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Paid Leave Proposals Emerging In Illinois

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State Sen. Ram Villivalam says he plans to offer a proposal to create paid family leave in Illinois.

Villivalam, a Chicago Democrat, says the idea would be to allow workers to take leave with pay for themselves or to care for a new baby or other family member.

“There are people that are working, living paycheck to paycheck, without access to pay leave, and they're faced with the impossible choice: Do I care for my child or loved one in need? Or do I try to put food on the table?" he said. "Paid family leave eliminates this dilemma."

The issue is especially important because of COVID-19, Villivalam said.

He says the length of time could be between three and six months and would likely to be paid through some combination of worker, employer and state contributions. One possibility would be a pool created for employees to draw down on should they need to take leave.

Eight states and Washington D.C. have already passed paid medical/family laws. Some don’t take effect until after 2021.

Meanwhile, several advocacy groups are again readying support for proposals that would offer paid sick leave in Illinois.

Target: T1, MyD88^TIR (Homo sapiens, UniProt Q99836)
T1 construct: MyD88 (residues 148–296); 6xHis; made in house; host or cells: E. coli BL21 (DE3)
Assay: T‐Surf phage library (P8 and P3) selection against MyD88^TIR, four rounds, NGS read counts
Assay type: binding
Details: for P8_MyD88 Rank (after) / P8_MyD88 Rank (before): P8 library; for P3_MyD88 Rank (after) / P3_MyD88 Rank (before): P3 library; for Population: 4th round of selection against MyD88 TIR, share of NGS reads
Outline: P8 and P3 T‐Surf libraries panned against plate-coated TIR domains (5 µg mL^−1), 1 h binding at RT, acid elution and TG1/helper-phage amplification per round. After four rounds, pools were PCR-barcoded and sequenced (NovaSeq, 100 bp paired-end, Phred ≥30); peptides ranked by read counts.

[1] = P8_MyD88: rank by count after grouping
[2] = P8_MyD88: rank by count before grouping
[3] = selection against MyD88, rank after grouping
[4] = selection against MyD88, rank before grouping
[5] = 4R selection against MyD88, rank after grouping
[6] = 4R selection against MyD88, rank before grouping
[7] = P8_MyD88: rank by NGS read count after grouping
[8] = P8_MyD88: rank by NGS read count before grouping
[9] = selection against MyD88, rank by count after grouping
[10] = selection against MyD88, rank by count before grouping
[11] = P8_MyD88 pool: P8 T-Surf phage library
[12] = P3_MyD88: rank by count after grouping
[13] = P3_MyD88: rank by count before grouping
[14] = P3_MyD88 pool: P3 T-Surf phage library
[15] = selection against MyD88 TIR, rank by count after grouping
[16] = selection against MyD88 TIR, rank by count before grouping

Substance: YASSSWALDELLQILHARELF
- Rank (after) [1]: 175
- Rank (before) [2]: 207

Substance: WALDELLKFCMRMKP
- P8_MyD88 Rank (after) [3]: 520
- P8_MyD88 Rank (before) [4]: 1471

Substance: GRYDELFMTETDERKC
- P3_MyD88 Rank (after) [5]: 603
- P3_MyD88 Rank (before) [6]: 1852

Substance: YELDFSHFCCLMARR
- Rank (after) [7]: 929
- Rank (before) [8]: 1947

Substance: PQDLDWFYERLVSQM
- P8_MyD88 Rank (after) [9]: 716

Such legislation passed through the state Senate in 2019. The measure did not make to either chamber for a vote in the truncated session this spring.

Sarah Labadie is a policy analyst with Women Employed, which has argued for paid sick leave legislation. She calls COVID-19 “the big elephant in the room at the moment.’’

“It is critical that we have these programs for people to take advantage of to take care of a new baby themselves and family remembers when they're sick.’’

The Illinois Chamber of Commerce has opposed such proposals in the past because they would mandate that businesses provide sick leave rather than offering that as an option.

Thirteen states and Washington, D.C. have enacted paid sick leave laws. Maine’s law takes effect next year.

Maureen Foertsch McKinney is lead editor of Illinois Issues' feature articles, working with freelance writers, and covering the equity beat. Maureen joined the Illinois Issues in 1998 as projects editor. Previously, she worked at three Illinois daily newspapers, most recently the suburban Chicago-based Daily Herald, where she served stints as an education reporter and copy editor. She graduated in 1985 with a bachelor's in journalism. She also has a master's degree in English from the University of Illinois at Springfield.
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